The Main Courtyard was surrounded by walls 40 cubits (60 feet) tall and seven large gateways opened into the Courtyard from the outside. All of these gateways had the same dimensions as the Temple Mount gates – 10 cubits wide and 20 cubits tall (15 feet by 30 feet), and they all had double doors. When the Jews returned from exile to build the Second Temple they were poor and could not afford to spend lavishly on the structure. At some later point when their financial situation had improved they were able to plate all of the doors of the Temple gates with gold.
In the center of the eastern wall of the Courtyard stood the Nikanor Gate. This gate, which served as the main public entrance into the Courtyard, was named for the pious and wealthy individual who donated its two doors. He had these doors crafted of Corinthian bronze, a highly prized alloy of the ancient world, and because this metal shined like gold these doors remained in their original copper even when the other doors were plated with gold.
In the southern wall of the Courtyard were three large gates, distributed evenly along the length of the wall. The westernmost of these was the Kindling Gate through which they would bring firewood to fuel the fires of the Altar. In the center of the wall was the Firstborns Gate where firstborn animals would be brought into the Courtyard and given to the Kohanim. The third gate in the south was the Water Gate which took its name from the fact that on Succos the water libations (see Class #5) were brought into the Courtyard through this gate. This gate was selected for this purpose since it was located across from the Altar, allowing the libations to be poured onto the Altar without delay.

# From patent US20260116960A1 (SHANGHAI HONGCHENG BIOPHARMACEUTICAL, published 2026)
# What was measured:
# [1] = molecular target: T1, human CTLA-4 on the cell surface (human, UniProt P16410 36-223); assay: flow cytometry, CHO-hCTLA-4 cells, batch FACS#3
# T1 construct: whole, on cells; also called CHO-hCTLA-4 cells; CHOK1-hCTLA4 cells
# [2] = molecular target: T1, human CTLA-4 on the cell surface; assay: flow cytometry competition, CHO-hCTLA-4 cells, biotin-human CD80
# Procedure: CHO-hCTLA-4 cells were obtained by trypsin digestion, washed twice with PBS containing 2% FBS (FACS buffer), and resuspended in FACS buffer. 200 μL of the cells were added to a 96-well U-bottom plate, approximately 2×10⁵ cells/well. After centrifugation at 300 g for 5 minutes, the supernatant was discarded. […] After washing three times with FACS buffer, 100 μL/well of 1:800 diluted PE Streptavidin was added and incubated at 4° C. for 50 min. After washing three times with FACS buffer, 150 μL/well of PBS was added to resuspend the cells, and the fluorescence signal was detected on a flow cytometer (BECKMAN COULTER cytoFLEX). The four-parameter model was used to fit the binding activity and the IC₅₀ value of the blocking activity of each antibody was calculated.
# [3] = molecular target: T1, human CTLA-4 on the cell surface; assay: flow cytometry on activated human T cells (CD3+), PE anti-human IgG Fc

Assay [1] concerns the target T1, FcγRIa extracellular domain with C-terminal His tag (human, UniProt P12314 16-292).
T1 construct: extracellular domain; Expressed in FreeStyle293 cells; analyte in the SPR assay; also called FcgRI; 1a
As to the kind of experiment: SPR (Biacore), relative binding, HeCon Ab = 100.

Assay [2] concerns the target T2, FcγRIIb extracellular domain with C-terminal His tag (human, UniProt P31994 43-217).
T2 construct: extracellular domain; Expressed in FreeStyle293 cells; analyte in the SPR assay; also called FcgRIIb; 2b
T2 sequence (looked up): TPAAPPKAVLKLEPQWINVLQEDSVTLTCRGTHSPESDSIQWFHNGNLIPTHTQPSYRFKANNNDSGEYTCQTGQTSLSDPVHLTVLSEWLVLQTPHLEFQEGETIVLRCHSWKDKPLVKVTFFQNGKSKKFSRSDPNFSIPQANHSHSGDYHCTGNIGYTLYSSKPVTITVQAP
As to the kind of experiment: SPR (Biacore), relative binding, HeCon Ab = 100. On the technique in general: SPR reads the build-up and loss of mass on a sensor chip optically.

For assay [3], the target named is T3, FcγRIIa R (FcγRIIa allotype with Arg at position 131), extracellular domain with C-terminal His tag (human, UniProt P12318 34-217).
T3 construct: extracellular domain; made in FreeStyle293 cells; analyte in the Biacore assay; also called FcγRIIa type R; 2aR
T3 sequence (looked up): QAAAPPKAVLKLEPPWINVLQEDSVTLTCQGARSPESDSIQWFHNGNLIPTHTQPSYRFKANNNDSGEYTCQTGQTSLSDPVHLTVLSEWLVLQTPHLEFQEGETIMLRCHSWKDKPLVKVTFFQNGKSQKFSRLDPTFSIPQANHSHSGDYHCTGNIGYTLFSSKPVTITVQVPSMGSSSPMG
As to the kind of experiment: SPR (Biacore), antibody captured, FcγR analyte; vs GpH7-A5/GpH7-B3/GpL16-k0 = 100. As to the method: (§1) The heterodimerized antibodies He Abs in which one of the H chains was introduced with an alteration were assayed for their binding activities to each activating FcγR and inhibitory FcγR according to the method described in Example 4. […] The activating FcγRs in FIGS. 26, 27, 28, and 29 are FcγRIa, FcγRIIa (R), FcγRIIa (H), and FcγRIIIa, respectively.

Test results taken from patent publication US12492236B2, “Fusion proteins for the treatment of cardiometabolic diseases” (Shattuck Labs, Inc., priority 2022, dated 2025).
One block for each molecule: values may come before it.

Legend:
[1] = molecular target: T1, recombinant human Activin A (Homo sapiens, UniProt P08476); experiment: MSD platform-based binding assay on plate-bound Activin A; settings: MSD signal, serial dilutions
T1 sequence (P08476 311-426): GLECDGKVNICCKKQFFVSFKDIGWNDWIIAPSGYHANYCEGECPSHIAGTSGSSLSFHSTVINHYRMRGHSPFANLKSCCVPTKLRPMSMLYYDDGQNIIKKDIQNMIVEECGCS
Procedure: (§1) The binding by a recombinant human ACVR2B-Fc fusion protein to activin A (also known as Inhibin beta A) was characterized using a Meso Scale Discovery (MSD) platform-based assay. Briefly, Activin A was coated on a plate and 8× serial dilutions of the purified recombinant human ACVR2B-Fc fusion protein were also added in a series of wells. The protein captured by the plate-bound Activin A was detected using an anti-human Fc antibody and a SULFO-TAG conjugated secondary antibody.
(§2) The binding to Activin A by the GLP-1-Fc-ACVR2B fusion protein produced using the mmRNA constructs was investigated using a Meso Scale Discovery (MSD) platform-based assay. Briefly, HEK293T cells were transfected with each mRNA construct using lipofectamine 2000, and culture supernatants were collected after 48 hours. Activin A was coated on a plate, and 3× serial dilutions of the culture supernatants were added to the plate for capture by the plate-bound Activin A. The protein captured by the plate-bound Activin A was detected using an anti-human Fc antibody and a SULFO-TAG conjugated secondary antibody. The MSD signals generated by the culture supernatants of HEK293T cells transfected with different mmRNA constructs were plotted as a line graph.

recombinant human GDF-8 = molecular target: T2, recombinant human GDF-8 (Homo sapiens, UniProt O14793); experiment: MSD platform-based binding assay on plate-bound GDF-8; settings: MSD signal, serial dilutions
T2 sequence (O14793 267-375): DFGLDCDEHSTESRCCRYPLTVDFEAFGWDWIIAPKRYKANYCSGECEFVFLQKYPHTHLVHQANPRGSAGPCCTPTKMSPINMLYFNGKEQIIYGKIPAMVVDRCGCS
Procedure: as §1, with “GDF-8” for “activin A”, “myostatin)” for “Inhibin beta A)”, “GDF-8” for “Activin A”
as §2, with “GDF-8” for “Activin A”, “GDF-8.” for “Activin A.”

The northern wall also contained three large gates which were located across from those in the south. Nearest to the west was the Spark Gate, so named because the Kohanim maintained a fire there which was kept burning constantly. To the east of the Spark Gate was the Sacrifice Gate through which all animals used for sacrifices of the highest sanctity were brought into the Courtyard. [All sacrifices fall into one of two general categories: those of lesser sanctity and those of the highest sanctity. The latter category has certain stringencies associated with it, including the requirement that the animals be slaughtered in the northern half of the Courtyard. It is for this reason that the Sacrifice Gate was located in the northern wall.] The third gate in the north opened into a large chamber called the Hall of the Fire which, in turn, opened to the Courtyard. This chamber served as the sleeping quarters for the Kohanim working in the Temple and contained a large warming fire for their benefit.
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